We just sold our house! I regard this event with both sadness and relief. Sadness because when we purchased this ugly duckling 11 years ago, together we transformed it into the beautiful swan it is today. Our blood, sweat, and tears, not to mention cash, went into each tile, each light fixture, each plant and blade of grass. And the relief? No longer having to deal with cracked tiles, rusting light fixtures, plants devoured by hostile iguanas, and fungus that turns the beautiful blades of grass from healthy green to sickly straw.
Yes, it was time to down-size. Time to abandon the flight of stairs that is a necessary component of a two-story home, to the more care-free, single-level life of apartment living. I am aware that this move is not all gain. We are sacrificing space and the sense of independence that are the perks of home ownership. But, on the other hand, I don’t think iguanas are inclined to climb to the fourth floor to eat the hibiscus on my terrace.
We shall return to Florida in a few days, survey our belongings, and make some tough decisions regarding what to take, what will fit into our new abode, and what is best left behind. In my experience, these decisions are tougher for some than for others. Like my husband. So in addition to packing, I expect I shall expend some precious energy convincing him to part with certain objects which will no longer be practical in our new life. I base this premonition on marital history, which I recount in the essay below.
Parting is Such Sweet Sorrow
When it comes to decluttering, the world seems to consist of two types of people: those who are able to divest themselves of inanimate objects once they’ve outlived their usefulness, and those who would sentimentally cling to an old rubber band.
Darned if I know why letting go of things is so difficult for some people, and so much easier for others, but I do know this. If you happen to be living with someone who is a “keeper” and you are inclined the other way, I suggest purchasing a helmet in preparation for repeatedly running up against that stone wall. Trust me. I speak from experience.
I should have recognized my husband’s discarding disorder back when we were dating, and he proudly pointed out how he had deconstructed and reconstructed a very large piece of furniture to occupy a small corner of his small living room. “That must have been costly,” I offered as I gazed at the not very attractive results. “Wouldn’t you have been better off getting something new that would fit?” “And throw away that perfectly good breakfront?” he replied incredulously. “Besides, it used to belong to my ex-mother-in-law.”
I must have been blinded by love. I missed that red flag completely.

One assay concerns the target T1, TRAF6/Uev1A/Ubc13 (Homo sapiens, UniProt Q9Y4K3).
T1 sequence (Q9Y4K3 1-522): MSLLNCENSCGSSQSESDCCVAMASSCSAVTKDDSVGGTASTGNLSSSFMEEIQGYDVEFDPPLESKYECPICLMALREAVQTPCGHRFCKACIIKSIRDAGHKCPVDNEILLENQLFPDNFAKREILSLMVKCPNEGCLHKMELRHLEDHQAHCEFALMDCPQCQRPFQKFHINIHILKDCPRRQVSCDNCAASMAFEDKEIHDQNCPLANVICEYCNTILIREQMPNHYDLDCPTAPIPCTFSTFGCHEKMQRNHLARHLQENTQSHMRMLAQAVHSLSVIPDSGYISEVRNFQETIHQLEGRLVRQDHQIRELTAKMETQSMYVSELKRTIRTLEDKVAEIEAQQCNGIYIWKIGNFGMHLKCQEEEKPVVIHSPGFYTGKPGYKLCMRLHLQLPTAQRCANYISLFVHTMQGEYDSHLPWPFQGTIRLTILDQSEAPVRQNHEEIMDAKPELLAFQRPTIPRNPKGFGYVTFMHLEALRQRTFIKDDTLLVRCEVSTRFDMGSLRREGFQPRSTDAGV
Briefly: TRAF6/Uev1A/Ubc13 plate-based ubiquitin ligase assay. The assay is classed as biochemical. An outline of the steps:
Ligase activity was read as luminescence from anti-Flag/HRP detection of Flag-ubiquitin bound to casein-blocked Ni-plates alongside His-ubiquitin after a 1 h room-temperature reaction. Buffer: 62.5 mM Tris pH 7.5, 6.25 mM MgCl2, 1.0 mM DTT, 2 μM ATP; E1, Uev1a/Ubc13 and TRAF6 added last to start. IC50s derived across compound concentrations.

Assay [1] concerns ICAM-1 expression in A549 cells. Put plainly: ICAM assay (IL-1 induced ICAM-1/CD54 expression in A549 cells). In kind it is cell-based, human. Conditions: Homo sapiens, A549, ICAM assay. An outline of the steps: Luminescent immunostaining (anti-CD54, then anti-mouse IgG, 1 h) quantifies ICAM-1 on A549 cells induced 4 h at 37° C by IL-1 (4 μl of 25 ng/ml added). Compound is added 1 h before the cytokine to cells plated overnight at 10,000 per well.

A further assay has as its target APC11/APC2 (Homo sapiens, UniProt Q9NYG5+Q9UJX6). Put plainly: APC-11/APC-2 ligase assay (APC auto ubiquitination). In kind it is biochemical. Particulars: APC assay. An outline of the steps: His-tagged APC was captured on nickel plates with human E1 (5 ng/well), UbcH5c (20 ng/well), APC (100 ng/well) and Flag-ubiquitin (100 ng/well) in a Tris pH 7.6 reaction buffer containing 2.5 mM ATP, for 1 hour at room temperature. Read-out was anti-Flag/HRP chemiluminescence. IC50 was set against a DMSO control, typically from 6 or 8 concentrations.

Throughout our years together, we have continued to engage in these little skirmishes regarding possessions. Among the notable incidents was the clash over the cardigan sweater, the color of which is reminiscent of a jar of French’s mustard long past the “use by” date. There are small holes in the right sleeve, and a couple of stains on the front that have baffled the dry cleaning experts. I lost that one.
I also lost the battle over the 40-year-old pair of shoes, the old lamp with the crooked shade, and the out-dated set of law books that probably haven’t been relevant since the turn of the century. Not this century; the last one.
For a while there had been an uneasy peace in our war over useless objects. That is, until the other day.
Staring at the collection of loose papers and file folders that were threatening to completely occupy the living room we agreed that the time had come for my husband to have a desk, and return the sofa to its intended purpose.
After considerable analysis of our floor plan, we realized that the only way to properly accommodate a desk was to divest ourselves of an existing piece of furniture that might be called a buffet, or a server, or a credenza; I’ve never really been sure of the difference. Whatever the proper name, it had long ceased to have any practical function, and had become a dumping place for other unnecessary articles that I failed to throw away when my husband’s back was turned.
“Great,” I said. “It’s about time. It was starting to become a bit of an eyesore.”
“But we’ve had it for such a long time,” he said. “We can’t get rid of it just like that,” he said with an unsuccessful attempt at snapping his fingers.
Even without the accompanying finger snap, I knew where this was heading. So I went to look for the helmet.
“All the more reason to let it go,” I said in my best practical voice.
“But we bought it for our very first apartment. Don’t you remember? I can still picture the shop. It was that antique store on 10th Avenue. It was a Sunday. It was 4:00 PM, and it was raining.”
“What color were the salesman’s eyes?” I retorted, trying, but failing to hide the sarcasm. I also reminded him that the term “antique” shop was a liberal application of that label. He ignored me and went on.
“Isn’t there somewhere else we can use it? What if we cut off the legs and….?”
“No,” I said abruptly. “No carpentry.” I had better nip this in the bud. “We have to let it go.”
“Then maybe there’s someone in the family who would want it. Then we could at least ask for visitation rights.”
I thought about this for 5 seconds, maybe 4.
“Can’t think of anyone,” I replied.
“How about Aunt Sally?” he queried.
“She might have liked it,” I agreed, “but she died six months ago.”
So for the next half-hour we worked our way through the entire roster of immediate family members, first cousins, and second cousins once removed. After I got him to agree it was impractical to even think about shipping a large piece of furniture to Uncle Sid’s ex-wife in Alaska, he finally capitulated. Was victory actually mine?
Removing the helmet, I rushed to the phone to call Good Will. I knew full well it was only a matter of time before he figured out how to turn it into a planter.